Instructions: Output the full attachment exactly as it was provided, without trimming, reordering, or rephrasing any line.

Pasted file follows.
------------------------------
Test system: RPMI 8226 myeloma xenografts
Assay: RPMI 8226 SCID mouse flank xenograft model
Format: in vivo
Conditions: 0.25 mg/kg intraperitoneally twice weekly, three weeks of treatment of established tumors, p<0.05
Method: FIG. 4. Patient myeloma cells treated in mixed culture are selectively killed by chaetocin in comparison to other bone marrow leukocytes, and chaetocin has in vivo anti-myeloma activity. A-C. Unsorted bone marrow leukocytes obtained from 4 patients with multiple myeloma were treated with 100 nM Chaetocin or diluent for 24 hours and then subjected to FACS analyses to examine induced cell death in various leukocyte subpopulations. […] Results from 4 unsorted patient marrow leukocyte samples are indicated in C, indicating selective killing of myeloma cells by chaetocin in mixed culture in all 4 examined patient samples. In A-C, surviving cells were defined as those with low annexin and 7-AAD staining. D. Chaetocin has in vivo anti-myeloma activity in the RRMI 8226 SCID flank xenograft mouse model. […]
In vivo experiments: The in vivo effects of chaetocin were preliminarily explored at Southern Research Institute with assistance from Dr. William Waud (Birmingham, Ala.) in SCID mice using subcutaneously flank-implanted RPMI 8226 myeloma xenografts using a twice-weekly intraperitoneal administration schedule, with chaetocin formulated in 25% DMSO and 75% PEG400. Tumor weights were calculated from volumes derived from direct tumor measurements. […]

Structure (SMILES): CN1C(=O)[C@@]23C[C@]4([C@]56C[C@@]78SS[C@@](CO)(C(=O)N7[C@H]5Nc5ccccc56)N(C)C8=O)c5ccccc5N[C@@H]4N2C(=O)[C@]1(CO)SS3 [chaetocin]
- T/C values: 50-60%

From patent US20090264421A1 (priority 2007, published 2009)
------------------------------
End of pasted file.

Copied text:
Test system: RPMI 8226 myeloma xenografts
Assay: RPMI 8226 SCID mouse flank xenograft model
Format: in vivo
Conditions: 0.25 mg/kg intraperitoneally twice weekly, three weeks of treatment of established tumors, p<0.05
Method: FIG. 4. Patient myeloma cells treated in mixed culture are selectively killed by chaetocin in comparison to other bone marrow leukocytes, and chaetocin has in vivo anti-myeloma activity. A-C. Unsorted bone marrow leukocytes obtained from 4 patients with multiple myeloma were treated with 100 nM Chaetocin or diluent for 24 hours and then subjected to FACS analyses to examine induced cell death in various leukocyte subpopulations. […] Results from 4 unsorted patient marrow leukocyte samples are indicated in C, indicating selective killing of myeloma cells by chaetocin in mixed culture in all 4 examined patient samples. In A-C, surviving cells were defined as those with low annexin and 7-AAD staining. D. Chaetocin has in vivo anti-myeloma activity in the RRMI 8226 SCID flank xenograft mouse model. […]
In vivo experiments: The in vivo effects of chaetocin were preliminarily explored at Southern Research Institute with assistance from Dr. William Waud (Birmingham, Ala.) in SCID mice using subcutaneously flank-implanted RPMI 8226 myeloma xenografts using a twice-weekly intraperitoneal administration schedule, with chaetocin formulated in 25% DMSO and 75% PEG400. Tumor weights were calculated from volumes derived from direct tumor measurements. […]

Structure (SMILES): CN1C(=O)[C@@]23C[C@]4([C@]56C[C@@]78SS[C@@](CO)(C(=O)N7[C@H]5Nc5ccccc56)N(C)C8=O)c5ccccc5N[C@@H]4N2C(=O)[C@]1(CO)SS3 [chaetocin]
- T/C values: 50-60%

From patent US20090264421A1 (priority 2007, published 2009)